It is interesting to note that the term “end times” is not found in the King James translation of the Bible. Rather, the period preceding the return of the Savior is most often referred to as either the “last times” (1 Timothy 4:1;), “last days” (Genesis 49:1; Isaiah 2:2; 2 Timothy 3:1; 2 Peter 3:3–4), or “latter days” (Deuteronomy 4:30; Job 19:25). So significant and pivotal are the times and events that precede His Second Coming that the Lord chose to designate His restored Church as The Church of Jesus Christ of Latter-day Saints, thus distinguishing it from his former-day Church and the Saints who lived in that time period.

The Lord has revealed to his prophets, both ancient and modern, that the “end times” or “end of the world” (Matthew 24:3) does not mean the physical end of the planet Earth nor the extinction of human life upon the earth. rather, “end of the world” refers to the end of wickedness (ungodliness, “worldliness”) on the earth for the space of a thousand years—the Millennium—thereby permitting peace, health, and happiness to flourish. While Joseph Smith and subsequent latter-day prophets have confirmed and clarified various “end time” doctrines, three of the most pivotal “end time” scriptural prophecies have continued to be over- looked by mainstream Christianity:

1. The coming of Elijah: “Behold, I will send you Elijah the prophet before the coming of the great and dreadful day of the Lord” (Malachi 4:5).

2. The establishment of Zion (Isaiah 52:1–2; Joel 2:32).

3. The coming of Christ to his temple: “Behold, I will send my messenger, and he shall prepare the way before me: and the Lord, whom ye seek, shall suddenly come to his temple” (Malachi 3:1).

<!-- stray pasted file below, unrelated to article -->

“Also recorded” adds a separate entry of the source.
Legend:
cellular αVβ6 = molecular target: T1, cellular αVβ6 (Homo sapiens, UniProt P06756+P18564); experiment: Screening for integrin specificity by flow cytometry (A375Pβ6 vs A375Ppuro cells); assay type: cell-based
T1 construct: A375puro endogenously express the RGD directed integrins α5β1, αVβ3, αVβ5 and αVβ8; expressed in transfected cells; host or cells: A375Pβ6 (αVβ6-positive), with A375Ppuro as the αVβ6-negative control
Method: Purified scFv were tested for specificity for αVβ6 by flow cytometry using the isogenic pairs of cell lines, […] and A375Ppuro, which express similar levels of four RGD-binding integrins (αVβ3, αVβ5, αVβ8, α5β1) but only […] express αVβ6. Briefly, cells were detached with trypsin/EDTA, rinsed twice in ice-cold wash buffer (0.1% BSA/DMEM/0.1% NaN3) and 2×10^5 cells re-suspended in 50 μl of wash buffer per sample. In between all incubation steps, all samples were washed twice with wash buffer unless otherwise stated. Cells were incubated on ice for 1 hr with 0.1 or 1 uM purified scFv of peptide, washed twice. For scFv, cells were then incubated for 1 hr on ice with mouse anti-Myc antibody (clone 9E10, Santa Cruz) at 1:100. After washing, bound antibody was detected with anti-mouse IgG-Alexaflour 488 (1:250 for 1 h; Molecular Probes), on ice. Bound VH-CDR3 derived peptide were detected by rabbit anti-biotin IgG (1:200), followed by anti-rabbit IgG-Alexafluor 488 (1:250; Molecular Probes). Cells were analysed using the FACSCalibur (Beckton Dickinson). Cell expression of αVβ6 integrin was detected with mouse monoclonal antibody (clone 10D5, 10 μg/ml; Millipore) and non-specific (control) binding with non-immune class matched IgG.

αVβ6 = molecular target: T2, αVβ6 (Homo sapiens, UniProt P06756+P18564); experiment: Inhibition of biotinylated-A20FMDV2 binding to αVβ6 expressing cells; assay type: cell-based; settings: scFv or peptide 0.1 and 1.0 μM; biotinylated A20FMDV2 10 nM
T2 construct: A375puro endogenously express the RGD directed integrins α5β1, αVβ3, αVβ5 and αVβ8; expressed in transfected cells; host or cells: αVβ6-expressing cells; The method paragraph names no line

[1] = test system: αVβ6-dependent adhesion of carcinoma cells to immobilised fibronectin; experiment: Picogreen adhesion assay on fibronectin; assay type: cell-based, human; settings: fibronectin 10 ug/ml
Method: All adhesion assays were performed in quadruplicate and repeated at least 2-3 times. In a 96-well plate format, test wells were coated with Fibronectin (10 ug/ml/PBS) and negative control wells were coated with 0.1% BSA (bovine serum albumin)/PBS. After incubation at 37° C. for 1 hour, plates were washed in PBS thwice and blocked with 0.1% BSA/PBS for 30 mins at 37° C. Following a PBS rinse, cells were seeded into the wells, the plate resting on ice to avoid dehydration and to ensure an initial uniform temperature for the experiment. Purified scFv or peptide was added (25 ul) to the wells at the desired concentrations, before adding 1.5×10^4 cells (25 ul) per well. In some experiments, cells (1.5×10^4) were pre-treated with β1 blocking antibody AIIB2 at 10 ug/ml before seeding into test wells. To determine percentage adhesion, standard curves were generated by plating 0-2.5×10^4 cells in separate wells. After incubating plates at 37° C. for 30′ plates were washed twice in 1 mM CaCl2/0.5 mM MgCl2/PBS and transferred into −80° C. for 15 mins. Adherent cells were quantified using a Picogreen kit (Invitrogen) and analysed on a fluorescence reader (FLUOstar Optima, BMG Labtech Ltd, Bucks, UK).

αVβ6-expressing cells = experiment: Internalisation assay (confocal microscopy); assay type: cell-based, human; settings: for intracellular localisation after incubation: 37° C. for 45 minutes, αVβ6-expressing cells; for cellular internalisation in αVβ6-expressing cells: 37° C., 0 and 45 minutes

Yet the Lord has revealed to his latter-day prophets when these key “end time” prophecies will be fulfilled:

Behold, I will send you Elijah the prophet before the coming of the great and dreadful day of the Lord: And he shall turn the heart of the fathers to the children, and the heart of the children to their fathers, lest I come and smite the earth with a curse. (Malachi 4:5–6)

The fulfillment of this prophecy took place on Sunday April 3, 1836, in the Kirtland (Ohio) temple. It was one of four separate visitations by four separate heavenly beings that afternoon: the Lord Jesus Christ (Doctrine and Covenants 110: 1–10); the prophet Moses (D&C 110:11); the prophet Elias (D&C 110:12); then the prophet Elijah. Joseph Smith wrote vividly of each visitation.. (more here)

Related, Wrath & Righteousness: Episode One

One comment on “Latter Day Saints version of the Left Behind series

  1. These end time books and Cds are little more than sensationalism that make the authors wealthy. This one I assume gives the United States a leading role since Mormonism embraces America as the beginning and end of history. Through the years men have played a prophetic game of pin the tail on the antichrist and although God does use such nonsense to draw sinners unto Himself, they are nothing more than spiritual hubris. Peruse the internet and you will find thousands of men and women who claim all sorts of incredible prophetic insights.
    All of them are self righteous guesses. But this one is another inroad into making Mormonism acceptable to evangelicals. I may not live to see it, but I believe, should Jesus tarry, that there will come a colossal event which is the culmination of bringing Mormonism into the evangelical fold. The stage is already set, and the Trojan Horses of nationalism, moralism, and conservatism, are already loaded and being pushed inside the tent.